Two final year students at The University of Nottingham are set to celebrate the end of their exams by taking on an incredible challenge in support of charity Water.
Setting off on Friday 7 June, Ahmed Mashadani and Andreas Aristidou will be cycling 3,000 miles to deliver a bottle of water from University Park Campus, Nottingham to Laayoune, in Western Sahara.
The pair hope that the symbolic gesture will raise awareness of drought and the difficulty of finding clean and accessible water without the help of charities like Water – which works to create better access to clean water in Africa.
A second epic adventure
Ahead of the epic journey, Ahmed says he will look back on past adventures to find inspiration for the trip.
On a budget of just £1,000, the Management student spent the summer of 2012 on the back of an 110cc scooter, driving from The University of Nottingham Malaysia Campus near Kuala Lumpur to Nottingham to raise money for the Red Cross.
After passing through 21 countries, as diverse and spectacular as Pakistan, Iran, Turkey and Sweden, Ahmed admitted a “hunger for more challenging tasks” but this time he has the support of his friend Andreas.
A worthy cause
Ahmed explained: “We are going to deliver a bottle of water from the UK to one of the driest places on earth, where finding clean water is an extremely difficult task. With nearly a billion people without access to clean water on our planet it is a very pressing issue.
“This charity has been active in the African continent for quite some time and you can really see the differences they have made. Accessing water is a lifeline for all of us and is a fundamental right for everybody.
“We hope that the ubiquity of this problem will be raised and I do hope that more people can take part in helping us to fulfil our fundraising goal.”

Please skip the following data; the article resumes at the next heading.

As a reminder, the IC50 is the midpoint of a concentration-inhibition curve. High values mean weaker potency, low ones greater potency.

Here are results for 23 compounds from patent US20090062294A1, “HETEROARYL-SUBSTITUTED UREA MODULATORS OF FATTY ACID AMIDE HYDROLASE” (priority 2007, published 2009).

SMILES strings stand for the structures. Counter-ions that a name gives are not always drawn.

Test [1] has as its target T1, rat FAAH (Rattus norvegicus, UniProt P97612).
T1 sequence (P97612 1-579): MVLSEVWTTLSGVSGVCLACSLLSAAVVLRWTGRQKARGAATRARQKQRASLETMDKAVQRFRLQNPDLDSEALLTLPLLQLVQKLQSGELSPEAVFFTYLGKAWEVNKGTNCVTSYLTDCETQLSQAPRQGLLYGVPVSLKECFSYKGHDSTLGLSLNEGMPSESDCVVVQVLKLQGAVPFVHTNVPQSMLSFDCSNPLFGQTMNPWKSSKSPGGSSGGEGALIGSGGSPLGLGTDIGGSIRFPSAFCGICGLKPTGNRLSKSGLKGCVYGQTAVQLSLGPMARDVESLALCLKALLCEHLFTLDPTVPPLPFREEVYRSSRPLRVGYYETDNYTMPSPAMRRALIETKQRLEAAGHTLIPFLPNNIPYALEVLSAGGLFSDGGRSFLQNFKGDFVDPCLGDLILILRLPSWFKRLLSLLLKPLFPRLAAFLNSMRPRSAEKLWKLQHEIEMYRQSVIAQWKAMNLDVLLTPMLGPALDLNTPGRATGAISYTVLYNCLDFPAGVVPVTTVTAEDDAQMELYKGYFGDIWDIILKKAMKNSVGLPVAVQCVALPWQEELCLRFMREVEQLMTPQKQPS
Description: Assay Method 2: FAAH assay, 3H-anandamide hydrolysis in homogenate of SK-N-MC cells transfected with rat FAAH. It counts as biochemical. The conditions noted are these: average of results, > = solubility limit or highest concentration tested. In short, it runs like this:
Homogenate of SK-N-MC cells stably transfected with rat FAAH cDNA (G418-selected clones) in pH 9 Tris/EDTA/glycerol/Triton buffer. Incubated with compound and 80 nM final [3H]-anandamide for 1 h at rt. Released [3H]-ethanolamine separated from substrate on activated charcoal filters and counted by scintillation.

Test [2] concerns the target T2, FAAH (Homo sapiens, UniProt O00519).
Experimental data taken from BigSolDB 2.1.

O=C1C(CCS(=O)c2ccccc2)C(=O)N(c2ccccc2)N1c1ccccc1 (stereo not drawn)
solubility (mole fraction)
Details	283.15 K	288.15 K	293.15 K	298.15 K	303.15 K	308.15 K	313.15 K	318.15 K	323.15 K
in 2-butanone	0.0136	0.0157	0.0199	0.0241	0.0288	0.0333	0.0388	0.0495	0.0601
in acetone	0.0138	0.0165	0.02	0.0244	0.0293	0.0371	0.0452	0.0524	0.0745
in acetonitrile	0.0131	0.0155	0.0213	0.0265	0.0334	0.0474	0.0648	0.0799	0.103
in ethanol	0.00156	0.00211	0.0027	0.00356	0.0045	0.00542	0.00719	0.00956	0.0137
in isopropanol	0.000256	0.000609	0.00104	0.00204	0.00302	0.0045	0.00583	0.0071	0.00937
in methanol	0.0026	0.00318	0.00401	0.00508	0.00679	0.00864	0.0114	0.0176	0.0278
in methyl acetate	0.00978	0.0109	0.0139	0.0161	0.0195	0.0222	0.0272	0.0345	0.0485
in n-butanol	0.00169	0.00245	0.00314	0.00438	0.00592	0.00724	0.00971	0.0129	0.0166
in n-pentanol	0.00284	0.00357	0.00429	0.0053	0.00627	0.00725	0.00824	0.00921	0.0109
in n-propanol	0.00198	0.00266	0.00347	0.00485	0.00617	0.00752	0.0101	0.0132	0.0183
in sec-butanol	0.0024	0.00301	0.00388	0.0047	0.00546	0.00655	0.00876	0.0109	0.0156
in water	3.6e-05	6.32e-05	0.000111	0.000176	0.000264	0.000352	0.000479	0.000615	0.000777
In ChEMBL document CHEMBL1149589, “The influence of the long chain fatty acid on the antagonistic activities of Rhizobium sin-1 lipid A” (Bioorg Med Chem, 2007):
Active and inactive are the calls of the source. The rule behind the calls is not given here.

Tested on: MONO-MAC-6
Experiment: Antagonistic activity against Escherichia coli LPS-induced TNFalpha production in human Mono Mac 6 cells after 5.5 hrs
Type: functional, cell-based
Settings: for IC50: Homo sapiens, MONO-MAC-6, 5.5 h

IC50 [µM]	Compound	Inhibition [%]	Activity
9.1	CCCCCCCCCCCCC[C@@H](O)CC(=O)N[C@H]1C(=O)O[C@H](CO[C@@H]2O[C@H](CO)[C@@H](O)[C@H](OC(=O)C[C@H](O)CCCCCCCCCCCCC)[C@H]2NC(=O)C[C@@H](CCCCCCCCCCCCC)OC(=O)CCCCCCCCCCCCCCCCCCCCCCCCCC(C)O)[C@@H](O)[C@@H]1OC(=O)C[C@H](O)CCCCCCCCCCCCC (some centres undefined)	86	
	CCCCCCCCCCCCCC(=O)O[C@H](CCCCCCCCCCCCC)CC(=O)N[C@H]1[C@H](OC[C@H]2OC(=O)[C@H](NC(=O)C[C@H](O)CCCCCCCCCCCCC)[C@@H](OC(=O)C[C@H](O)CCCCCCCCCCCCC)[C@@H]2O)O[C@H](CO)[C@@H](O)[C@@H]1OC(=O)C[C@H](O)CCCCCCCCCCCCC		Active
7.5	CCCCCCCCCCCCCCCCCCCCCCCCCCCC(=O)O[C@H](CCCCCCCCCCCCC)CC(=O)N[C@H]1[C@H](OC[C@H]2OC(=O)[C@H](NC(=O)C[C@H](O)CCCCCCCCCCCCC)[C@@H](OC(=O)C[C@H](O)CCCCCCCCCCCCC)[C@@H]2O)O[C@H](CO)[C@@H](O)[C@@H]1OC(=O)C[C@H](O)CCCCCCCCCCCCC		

To prepare for the challenge ahead, Ahmed and Andreas began training for their ride six months ago using bikes in the gym. As the weather has improved they have also been able to get back out on to the road to improve their fitness and stamina.
But despite their training, they admit that they are “very far from being physical wonders”, and are keen for other people to join them on the ride.
A worthy cause
Wendy Chapple, Associate Professor at Nottingham University Business School, is Ahmed’s personal tutor. Having worked with him during his degree she believes his determination will ensure he completes his goal.
She explained: “I think this is a huge challenge, but if anybody can do it Ahmed can. It is a brilliant initiative that he has taken on to raise money and highlight an important issue. As a Corporate Social Responsibility Professor, I believe that water shortage and finding water that is fit to drink is a massive problem in large parts of the world.
“I think that this challenge sums up Nottingham and our students. I have heard of a number of different challenges which show that our students have an awareness of these issues and are prepared to do something about them.”
To find out more information about the pair’s journey visit their Facebook page or donate to their cause at: http://my.charitywater.org/the-waterboy-express.
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Notes to editors: The University of Nottinghamhas 42,000 students at award-winning campuses in the United Kingdom, China and Malaysia. It was ‘one of the first to embrace a truly international approach to higher education’, according to the Sunday Times University Guide 2013. It is also one of the most popular universities among graduate employers, one of the world’s greenest universities, and winner of the Times Higher Education Award for ‘Outstanding Contribution to Sustainable Development’. It is ranked in the UK’s Top 10 and the World’s Top 75 universities by the Shanghai Jiao Tong and the QS World Rankings.
More than 90 per cent of research at The University of Nottingham is of international quality, according to the most recent Research Assessment Exercise. The University aims to be recognised around the world for its signature contributions, especially in global food security, energy & sustainability, and health. The University won a Queen’s Anniversary Prize for Higher and Further Education for its research into global food security.
Impact: The Nottingham Campaign, its biggest ever fundraising campaign, will deliver the University’s vision to change lives, tackle global issues and shape the future. More news…